Devin Hester (69) (cont.)
Posted: Tuesday August 28, 2007 3:36PM; Updated: Tuesday August 28, 2007 3:36PM
Rather than force him to learn the entire offensive playbook, the Bears are spoon-feeding him a package of 15 to 20 situational plays. The plan is to use him as a receiver out of the backfield and occasionally split him wide in two-tight-end, two-running-back sets. "You can let your mind go a lot of different ways," Smith says. "It's safe to say he won't play any tight end, he won't play much fullback, and he won't play quarterback."
Last year Hester often made the exciting look routine, with touchdowns that could come at any time: early (the Super Bowl); late (fourth-quarter returns in Week 1 at Green Bay and Week 6 at Arizona); even in both halves of the same game (Week 14 at St. Louis). He pulled off his most unusual return in Week 10 against the New York Giants. Pinned eight yards deep in his end zone, Hester fielded a 52-yard missed field goal, took two casual steps as if to concede a touchback -- then followed a Bears convoy down the right sideline and past the stunned Giants field goal unit for an NFL-record-tying 108-yard touchdown. Hester's knack for changing the tempo of a game in a single burst has elicited comparisons with another nearly unstoppable Bear, Gale Sayers. "Obviously," says Chicago offensive coordinator Ron Turner, "when [Hester] did what he did, we were all looking at it like, How can we get the ball in his hands more?"
Initially, Hester was loath to offer suggestions. Coming out of Miami, he was written off by some NFL teams as too versatile for his own good. He played different sides of the ball during each of his three seasons -- an experience he likens to "switching majors every year." Initially he thrived at receiver (he had a 58-yard reception in his first game), but when an ankle injury and personality differences with his position coach stalled his progress, he moved to defensive back and moonlighted as a running back. "I've seen a lot of guys come through here," says Andreu Swasey, Miami's strength and conditioning coach, "but I don't think I've ever been around a guy this talented. You can't not find a position for him."
Once in the pros, Hester, drafted 57th overall by Chicago, envisioned becoming a shutdown corner in the mold of Sanders, his boyhood idol. The Bears were convinced he'd ultimately make a better receiver, but rather than burden him with the conversion as a rookie they chose to let him settle in on defense and wet his feet as a returner. Despite the team's confidence in his potential, Hester wasn't immediately sold on the move to offense. It took 13 months of wooing by Smith, Turner and other coaches for Hester to finally flip. Smith's payoff pitch, meant as a playful jab at Hester's forthcoming ad campaign for Campbell's Soup, got straight to the point: "I told him they don't pay him to backpedal."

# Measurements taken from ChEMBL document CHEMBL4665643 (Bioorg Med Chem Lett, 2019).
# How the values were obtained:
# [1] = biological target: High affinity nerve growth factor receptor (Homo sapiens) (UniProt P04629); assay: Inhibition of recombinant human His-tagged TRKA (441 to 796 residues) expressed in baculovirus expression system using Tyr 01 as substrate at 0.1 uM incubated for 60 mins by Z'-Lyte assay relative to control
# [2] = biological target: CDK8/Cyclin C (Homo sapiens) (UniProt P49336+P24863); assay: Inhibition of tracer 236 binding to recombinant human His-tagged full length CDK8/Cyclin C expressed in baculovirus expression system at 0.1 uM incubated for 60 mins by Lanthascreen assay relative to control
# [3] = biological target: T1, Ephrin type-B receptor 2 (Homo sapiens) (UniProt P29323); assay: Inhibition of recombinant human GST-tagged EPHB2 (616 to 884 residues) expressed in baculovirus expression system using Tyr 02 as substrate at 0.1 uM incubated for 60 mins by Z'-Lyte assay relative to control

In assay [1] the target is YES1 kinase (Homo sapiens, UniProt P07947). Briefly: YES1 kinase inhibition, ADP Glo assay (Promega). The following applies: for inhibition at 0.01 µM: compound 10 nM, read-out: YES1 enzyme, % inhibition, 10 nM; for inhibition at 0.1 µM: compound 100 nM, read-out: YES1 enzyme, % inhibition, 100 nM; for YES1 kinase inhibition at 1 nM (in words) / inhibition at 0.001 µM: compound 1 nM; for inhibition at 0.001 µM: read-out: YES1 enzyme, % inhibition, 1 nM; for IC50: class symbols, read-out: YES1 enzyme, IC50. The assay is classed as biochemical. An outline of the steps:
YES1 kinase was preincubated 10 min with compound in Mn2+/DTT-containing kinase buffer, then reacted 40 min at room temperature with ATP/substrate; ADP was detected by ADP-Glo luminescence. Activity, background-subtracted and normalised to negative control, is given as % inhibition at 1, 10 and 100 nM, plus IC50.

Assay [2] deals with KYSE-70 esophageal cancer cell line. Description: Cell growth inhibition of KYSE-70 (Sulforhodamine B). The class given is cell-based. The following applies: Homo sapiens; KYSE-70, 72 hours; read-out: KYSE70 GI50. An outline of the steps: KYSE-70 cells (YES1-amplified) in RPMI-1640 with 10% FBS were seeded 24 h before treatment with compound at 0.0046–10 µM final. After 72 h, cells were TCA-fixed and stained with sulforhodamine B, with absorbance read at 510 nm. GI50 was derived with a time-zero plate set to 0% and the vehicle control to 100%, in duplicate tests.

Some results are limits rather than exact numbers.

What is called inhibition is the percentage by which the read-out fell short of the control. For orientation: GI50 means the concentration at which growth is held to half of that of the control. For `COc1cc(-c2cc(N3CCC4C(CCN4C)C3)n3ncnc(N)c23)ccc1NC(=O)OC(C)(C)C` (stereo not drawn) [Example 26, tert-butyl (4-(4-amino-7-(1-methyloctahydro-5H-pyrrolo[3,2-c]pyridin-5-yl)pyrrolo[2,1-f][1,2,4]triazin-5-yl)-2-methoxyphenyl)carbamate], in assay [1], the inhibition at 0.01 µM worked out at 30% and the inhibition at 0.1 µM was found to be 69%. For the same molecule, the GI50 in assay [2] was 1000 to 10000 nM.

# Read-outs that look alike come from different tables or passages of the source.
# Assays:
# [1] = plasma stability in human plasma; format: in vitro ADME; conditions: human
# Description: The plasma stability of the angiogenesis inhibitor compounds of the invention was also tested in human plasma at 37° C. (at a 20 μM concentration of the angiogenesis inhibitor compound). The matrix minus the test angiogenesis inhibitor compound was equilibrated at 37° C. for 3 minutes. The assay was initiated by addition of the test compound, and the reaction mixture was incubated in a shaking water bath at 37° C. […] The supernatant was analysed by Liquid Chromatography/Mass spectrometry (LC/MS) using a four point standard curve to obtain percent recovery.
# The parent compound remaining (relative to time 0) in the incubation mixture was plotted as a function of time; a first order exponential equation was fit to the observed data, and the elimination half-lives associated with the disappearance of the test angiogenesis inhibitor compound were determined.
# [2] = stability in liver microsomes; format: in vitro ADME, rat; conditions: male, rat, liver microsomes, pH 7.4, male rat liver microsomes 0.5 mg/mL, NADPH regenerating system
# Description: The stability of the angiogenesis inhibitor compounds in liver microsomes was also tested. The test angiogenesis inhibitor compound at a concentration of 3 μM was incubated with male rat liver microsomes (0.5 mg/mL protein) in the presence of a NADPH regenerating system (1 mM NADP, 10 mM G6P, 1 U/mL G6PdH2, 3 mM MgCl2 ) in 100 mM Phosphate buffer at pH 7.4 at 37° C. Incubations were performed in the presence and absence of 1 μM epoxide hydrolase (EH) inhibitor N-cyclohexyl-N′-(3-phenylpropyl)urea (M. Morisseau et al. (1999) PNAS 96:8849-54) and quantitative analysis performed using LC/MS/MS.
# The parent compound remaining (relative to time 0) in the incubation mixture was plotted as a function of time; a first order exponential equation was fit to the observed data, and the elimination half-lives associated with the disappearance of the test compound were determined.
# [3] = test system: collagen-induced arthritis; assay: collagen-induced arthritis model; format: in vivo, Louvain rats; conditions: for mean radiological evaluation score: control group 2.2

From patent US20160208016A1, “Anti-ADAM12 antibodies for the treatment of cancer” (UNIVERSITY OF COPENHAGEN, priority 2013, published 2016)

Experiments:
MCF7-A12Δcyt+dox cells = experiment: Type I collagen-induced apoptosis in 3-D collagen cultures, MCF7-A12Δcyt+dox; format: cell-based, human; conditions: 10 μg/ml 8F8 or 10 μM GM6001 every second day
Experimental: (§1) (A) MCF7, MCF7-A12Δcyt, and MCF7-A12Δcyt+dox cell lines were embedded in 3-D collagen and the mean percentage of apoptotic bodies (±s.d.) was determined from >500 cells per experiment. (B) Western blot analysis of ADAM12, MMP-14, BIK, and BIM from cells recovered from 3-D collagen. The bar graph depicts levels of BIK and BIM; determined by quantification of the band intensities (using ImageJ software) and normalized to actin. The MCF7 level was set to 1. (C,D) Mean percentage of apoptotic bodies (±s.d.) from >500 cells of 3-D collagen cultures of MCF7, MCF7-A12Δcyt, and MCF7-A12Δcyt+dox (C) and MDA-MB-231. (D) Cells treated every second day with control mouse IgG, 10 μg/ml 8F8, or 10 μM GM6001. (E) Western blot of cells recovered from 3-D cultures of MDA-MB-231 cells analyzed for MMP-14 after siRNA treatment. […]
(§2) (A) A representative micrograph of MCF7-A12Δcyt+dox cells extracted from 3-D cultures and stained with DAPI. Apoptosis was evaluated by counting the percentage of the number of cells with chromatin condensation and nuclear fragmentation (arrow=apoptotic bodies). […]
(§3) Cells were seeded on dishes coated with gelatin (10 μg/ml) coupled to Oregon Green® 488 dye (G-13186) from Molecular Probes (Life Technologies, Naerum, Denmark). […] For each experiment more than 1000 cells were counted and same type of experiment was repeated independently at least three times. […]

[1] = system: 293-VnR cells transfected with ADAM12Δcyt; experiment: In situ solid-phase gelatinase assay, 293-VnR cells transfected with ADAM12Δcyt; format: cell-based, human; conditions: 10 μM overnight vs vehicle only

Maybe so, but retreating from a defensive mentality has proved difficult. Hester will say he's eager to start catching passes and will give 10 reasons why that's good for the team, but the longer he talks about the move, the more he backpedals. And before you know it, he's changing positions all over again.
"Touchdowns are for players who -- how can I say this? -- who like to be seen," says Hester, whose own end zone dances channel Prime Time's self-aggrandizement. "The defensive player is that guy who doesn't get a lot of recognition, but at the end of the day he gets a lot of praise under the table. There's a feeling you get when you know you're shutting down somebody. It's not like anybody can do that. That's the thing about cornerbacks -- they're the people who want challenges."
More than a few experts around the NFL scratched their heads when the Bears, at Smith's insistence, burned a second-round pick on Hester, whose alternate stints at returner, cornerback, receiver and tailback on middling Hurricanes teams were interpreted by pro scouts as a failure to find traction at any one spot. The Rams, Cardinals and Titans considered taking him but passed. This year, Dolphins G.M. Randy Mueller was determined not to make the same mistake. When a Hester facsimile surfaced in the 2007 draft in Ohio State wideout Ted Ginn Jr., Mueller snapped him up with the ninth pick, bypassing highly touted quarterback Brady Quinn. "I've always been a believer that speed makes a difference," says Mueller. "Devin proved last year that any time a guy gets a ball -- whether he's an offensive player, a defensive player or a return guy -- he can change the game."
It's the kind of praise any other player would welcome. Revel in, even. Hester recoils from it. "Sometimes I try to make myself feel like I don't even play football," he says, just seriously enough to make it seem like the truth. But before taking that as gospel, remember: This guy's the master at faking people out.
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